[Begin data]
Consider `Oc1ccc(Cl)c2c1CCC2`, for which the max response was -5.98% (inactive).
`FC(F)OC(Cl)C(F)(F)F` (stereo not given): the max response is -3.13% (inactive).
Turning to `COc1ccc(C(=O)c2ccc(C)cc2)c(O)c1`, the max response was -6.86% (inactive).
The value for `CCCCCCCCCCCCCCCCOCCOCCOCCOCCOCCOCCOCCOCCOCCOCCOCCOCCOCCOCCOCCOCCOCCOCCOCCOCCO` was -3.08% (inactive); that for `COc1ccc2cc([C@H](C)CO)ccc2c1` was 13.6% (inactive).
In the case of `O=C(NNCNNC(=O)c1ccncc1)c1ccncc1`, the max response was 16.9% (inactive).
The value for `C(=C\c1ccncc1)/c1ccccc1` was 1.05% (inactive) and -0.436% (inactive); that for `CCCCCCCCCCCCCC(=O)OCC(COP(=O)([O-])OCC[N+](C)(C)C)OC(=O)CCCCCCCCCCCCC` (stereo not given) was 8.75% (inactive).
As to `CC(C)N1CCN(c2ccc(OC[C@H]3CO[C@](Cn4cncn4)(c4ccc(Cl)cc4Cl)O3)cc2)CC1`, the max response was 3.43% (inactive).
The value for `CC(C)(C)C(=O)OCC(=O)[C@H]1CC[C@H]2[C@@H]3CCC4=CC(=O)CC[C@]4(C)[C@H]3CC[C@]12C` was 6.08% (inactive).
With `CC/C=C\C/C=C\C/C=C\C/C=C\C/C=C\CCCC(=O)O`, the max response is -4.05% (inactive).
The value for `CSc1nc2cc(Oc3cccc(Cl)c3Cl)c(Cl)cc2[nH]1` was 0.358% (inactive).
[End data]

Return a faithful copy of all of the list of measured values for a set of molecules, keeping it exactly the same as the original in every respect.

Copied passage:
Consider `Oc1ccc(Cl)c2c1CCC2`, for which the max response was -5.98% (inactive).
`FC(F)OC(Cl)C(F)(F)F` (stereo not given): the max response is -3.13% (inactive).
Turning to `COc1ccc(C(=O)c2ccc(C)cc2)c(O)c1`, the max response was -6.86% (inactive).
The value for `CCCCCCCCCCCCCCCCOCCOCCOCCOCCOCCOCCOCCOCCOCCOCCOCCOCCOCCOCCOCCOCCOCCOCCOCCOCCO` was -3.08% (inactive); that for `COc1ccc2cc([C@H](C)CO)ccc2c1` was 13.6% (inactive).
In the case of `O=C(NNCNNC(=O)c1ccncc1)c1ccncc1`, the max response was 16.9% (inactive).
The value for `C(=C\c1ccncc1)/c1ccccc1` was 1.05% (inactive) and -0.436% (inactive); that for `CCCCCCCCCCCCCC(=O)OCC(COP(=O)([O-])OCC[N+](C)(C)C)OC(=O)CCCCCCCCCCCCC` (stereo not given) was 8.75% (inactive).
As to `CC(C)N1CCN(c2ccc(OC[C@H]3CO[C@](Cn4cncn4)(c4ccc(Cl)cc4Cl)O3)cc2)CC1`, the max response was 3.43% (inactive).
The value for `CC(C)(C)C(=O)OCC(=O)[C@H]1CC[C@H]2[C@@H]3CCC4=CC(=O)CC[C@]4(C)[C@H]3CC[C@]12C` was 6.08% (inactive).
With `CC/C=C\C/C=C\C/C=C\C/C=C\C/C=C\CCCC(=O)O`, the max response is -4.05% (inactive).
The value for `CSc1nc2cc(Oc3cccc(Cl)c3Cl)c(Cl)cc2[nH]1` was 0.358% (inactive).